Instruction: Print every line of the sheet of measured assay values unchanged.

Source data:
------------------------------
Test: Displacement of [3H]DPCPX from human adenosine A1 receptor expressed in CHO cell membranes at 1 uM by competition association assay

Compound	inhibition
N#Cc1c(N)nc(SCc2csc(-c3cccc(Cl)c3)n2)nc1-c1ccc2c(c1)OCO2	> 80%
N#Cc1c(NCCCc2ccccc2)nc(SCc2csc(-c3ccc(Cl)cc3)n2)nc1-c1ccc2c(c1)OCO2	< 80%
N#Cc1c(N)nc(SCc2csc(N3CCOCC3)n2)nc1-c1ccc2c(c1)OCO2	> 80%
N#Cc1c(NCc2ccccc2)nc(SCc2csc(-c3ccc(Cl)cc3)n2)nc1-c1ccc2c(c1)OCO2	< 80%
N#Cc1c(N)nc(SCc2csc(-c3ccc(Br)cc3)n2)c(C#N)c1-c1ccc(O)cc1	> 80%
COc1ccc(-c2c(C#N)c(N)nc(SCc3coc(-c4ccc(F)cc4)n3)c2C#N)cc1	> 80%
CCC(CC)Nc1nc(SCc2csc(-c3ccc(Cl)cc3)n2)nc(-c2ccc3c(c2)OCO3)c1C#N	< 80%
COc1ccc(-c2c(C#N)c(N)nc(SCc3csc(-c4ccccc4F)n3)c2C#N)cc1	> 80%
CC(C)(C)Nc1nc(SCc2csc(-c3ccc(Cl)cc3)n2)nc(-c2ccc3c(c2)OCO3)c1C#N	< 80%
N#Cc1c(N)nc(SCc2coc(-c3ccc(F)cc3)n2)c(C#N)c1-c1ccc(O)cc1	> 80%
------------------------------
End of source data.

Test: Displacement of [3H]DPCPX from human adenosine A1 receptor expressed in CHO cell membranes at 1 uM by competition association assay

Compound	inhibition
N#Cc1c(N)nc(SCc2csc(-c3cccc(Cl)c3)n2)nc1-c1ccc2c(c1)OCO2	> 80%
N#Cc1c(NCCCc2ccccc2)nc(SCc2csc(-c3ccc(Cl)cc3)n2)nc1-c1ccc2c(c1)OCO2	< 80%
N#Cc1c(N)nc(SCc2csc(N3CCOCC3)n2)nc1-c1ccc2c(c1)OCO2	> 80%
N#Cc1c(NCc2ccccc2)nc(SCc2csc(-c3ccc(Cl)cc3)n2)nc1-c1ccc2c(c1)OCO2	< 80%
N#Cc1c(N)nc(SCc2csc(-c3ccc(Br)cc3)n2)c(C#N)c1-c1ccc(O)cc1	> 80%
COc1ccc(-c2c(C#N)c(N)nc(SCc3coc(-c4ccc(F)cc4)n3)c2C#N)cc1	> 80%
CCC(CC)Nc1nc(SCc2csc(-c3ccc(Cl)cc3)n2)nc(-c2ccc3c(c2)OCO3)c1C#N	< 80%
COc1ccc(-c2c(C#N)c(N)nc(SCc3csc(-c4ccccc4F)n3)c2C#N)cc1	> 80%
CC(C)(C)Nc1nc(SCc2csc(-c3ccc(Cl)cc3)n2)nc(-c2ccc3c(c2)OCO3)c1C#N	< 80%
N#Cc1c(N)nc(SCc2coc(-c3ccc(F)cc3)n2)c(C#N)c1-c1ccc(O)cc1	> 80%